The Bank works closely with federal and provincial financial authorities to monitor the health of Canada’s financial system. This collaboration is particularly important in areas where data gaps at an individual authority limit its ability to fully assess risks to the financial system.

While public authorities can intervene to preserve financial stability in periods of severe stress, banks and market participants should anticipate and plan for periods of stress and build adequate loss-absorption and liquidity buffers to ensure they remain resilient. In particular, market participants planning to raise cash through the sale of financial assets should consider that other market participants may also intend to sell the same type of assets to meet their liquidity needs during periods of stress.

Households and businesses should also continue to be proactive, planning for higher payments when mortgages and other debt renew at higher interest rates.

Banks can continue to support borrowers by reaching out well ahead of renewal dates and helping them plan for higher payments.

A stable and resilient financial system benefits all Canadians. Preserving financial stability requires the prudence and diligence of all financial system participants.


Households are adjusting to the rise in debt-servicing costs.

Following sharp declines during the COVID‑19 pandemic, many indicators of financial stress have now returned to more normal levels.6 Signs of stress are concentrated primarily among households without a mortgage and survey data suggest that, of these households, renters are most affected. In contrast, indicators of stress among mortgage holders are largely unchanged, remaining at levels lower than their historical averages. Factors such as income growth, accumulated savings and reduced discretionary spending are supporting households’ ability to deal with higher debt payments.

Over the coming years, more mortgage holders will be renewing at higher interest rates. Based on market expectations for interest rates, payment increases will generally be larger for these mortgage holders than for borrowers who renewed over the past two years. Higher debt-servicing costs reduce financial flexibility for households and businesses and make them more vulnerable in the event of an economic downturn.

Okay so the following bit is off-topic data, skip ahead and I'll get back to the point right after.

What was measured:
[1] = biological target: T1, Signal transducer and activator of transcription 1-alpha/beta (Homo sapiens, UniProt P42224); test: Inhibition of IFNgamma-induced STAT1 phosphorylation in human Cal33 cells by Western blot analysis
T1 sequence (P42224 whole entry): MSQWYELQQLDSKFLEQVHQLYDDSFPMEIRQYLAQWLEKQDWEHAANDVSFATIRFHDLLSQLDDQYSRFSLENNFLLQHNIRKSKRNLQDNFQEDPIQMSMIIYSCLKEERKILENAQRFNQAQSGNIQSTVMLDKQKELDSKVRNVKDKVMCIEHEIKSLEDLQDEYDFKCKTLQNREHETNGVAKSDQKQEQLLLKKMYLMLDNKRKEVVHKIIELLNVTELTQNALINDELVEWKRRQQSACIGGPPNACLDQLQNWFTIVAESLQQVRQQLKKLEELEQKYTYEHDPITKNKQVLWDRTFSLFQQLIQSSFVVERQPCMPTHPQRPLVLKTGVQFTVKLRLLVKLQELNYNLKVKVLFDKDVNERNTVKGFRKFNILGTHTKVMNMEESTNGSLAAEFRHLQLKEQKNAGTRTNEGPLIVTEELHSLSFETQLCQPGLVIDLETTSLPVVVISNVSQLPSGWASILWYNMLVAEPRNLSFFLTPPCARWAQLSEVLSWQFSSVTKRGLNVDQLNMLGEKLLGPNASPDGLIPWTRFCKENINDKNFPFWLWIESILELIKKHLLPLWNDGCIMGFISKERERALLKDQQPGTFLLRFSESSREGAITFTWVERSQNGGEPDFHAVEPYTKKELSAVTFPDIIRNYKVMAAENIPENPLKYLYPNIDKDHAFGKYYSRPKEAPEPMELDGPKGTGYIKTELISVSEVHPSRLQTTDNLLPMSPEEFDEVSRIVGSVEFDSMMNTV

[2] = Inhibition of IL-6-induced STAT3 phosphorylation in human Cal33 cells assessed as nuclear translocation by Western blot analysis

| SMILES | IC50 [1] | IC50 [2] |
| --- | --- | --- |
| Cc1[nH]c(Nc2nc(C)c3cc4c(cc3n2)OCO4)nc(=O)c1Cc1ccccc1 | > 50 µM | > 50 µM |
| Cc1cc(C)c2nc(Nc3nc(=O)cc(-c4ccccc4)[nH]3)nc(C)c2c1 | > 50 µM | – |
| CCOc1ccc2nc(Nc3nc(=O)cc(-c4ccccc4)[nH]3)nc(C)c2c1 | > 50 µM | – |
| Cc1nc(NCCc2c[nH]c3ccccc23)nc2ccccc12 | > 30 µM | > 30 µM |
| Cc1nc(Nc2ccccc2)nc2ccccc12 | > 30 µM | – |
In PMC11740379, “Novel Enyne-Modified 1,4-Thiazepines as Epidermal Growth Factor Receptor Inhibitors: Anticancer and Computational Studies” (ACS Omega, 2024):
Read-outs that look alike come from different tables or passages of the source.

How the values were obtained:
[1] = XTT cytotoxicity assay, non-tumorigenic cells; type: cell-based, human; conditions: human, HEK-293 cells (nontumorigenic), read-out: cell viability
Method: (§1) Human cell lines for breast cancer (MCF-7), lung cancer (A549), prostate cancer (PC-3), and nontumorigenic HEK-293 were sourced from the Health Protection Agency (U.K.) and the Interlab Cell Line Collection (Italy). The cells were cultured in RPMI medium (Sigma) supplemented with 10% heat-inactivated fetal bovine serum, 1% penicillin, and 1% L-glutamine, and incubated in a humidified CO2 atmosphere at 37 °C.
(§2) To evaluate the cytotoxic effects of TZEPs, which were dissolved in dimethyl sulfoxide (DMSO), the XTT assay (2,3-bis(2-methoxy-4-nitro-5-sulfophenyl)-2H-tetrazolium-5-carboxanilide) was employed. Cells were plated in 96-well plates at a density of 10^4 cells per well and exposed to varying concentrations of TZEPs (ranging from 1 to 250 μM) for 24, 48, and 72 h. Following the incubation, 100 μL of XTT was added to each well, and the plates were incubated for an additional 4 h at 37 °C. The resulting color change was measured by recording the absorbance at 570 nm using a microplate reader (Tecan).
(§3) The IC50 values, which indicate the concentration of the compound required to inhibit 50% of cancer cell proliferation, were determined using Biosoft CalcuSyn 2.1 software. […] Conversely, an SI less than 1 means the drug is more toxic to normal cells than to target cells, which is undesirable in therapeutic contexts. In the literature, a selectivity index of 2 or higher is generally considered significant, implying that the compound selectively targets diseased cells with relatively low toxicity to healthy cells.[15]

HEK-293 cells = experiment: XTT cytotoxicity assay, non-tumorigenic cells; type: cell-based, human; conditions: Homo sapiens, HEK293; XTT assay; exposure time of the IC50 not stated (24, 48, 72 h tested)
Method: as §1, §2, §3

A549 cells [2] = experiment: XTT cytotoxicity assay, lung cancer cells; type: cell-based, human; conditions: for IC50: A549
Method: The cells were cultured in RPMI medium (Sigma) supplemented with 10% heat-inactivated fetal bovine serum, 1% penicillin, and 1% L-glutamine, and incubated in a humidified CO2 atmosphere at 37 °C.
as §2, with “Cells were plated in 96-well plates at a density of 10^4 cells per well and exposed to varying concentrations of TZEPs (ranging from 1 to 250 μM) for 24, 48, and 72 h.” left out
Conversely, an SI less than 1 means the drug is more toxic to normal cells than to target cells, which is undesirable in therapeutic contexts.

Signs of financial stress have risen primarily among households without a mortgage

The combination of higher inflation and higher interest rates continues to put pressure on household finances. Many indicators of financial stress, which had declined during the pandemic, are now close to pre-pandemic levels. Signs of increased financial stress appear mainly concentrated among renters.7, 8

The rates of arrears on credit cards and auto loans for households without a mortgage—which includes renters and outright homeowners—are back to pre-pandemic levels and continue to grow (Chart 1).9 In contrast, arrears on these products for households with a mortgage have remained low and stable.

Households have also increased their reliance on credit card debt. Research by Bank staff finds that households relying on credit cards to finance spending are more likely to experience financial stress in the future.10 In particular, borrowers without a mortgage who carry a credit card balance of at least 80% of their credit limit are significantly more likely to miss a future debt payment. Over the past 12 months, the share of these borrowers has continued to trend up (Chart 2, yellow line).

More mortgage holders will be facing higher payments in the coming years

About half of all outstanding mortgages are held by borrowers who have yet to face higher rates because their payments were fixed for five years (with either a fixed or variable mortgage rate).11 Households that hold these mortgages will generally see a larger payment increase than those that have already renewed (Chart 3). The impact of the rise in debt-servicing costs will be partially offset for households whose income has grown over the intervening period.

As mentioned in previous Reports, the financial pressure will increase most for households that took out a mortgage in 2021 and early 2022 when house prices were close to their peak and mortgage rates were very low. These borrowers generally:

  • have taken on large mortgages relative to their income
  • have seen little increase (and potentially a decrease) in home equity
  • will see larger increases in payments at renewal

Debt-servicing costs for new mortgages remain elevated

The share of income dedicated to mortgage payments—also called the mortgage debt service ratio— has been much larger for households that took on a mortgage after interest rates started rising in 2022 relative to households that took on a mortgage in prior years (Chart 4). As a result, at the end of 2023, over one-third of new mortgages had a mortgage debt service ratio greater than 25%, double the share of new mortgages with the same ratio in 2019. This growth has occurred despite households opting for smaller mortgages relative to their income and for longer amortization periods.12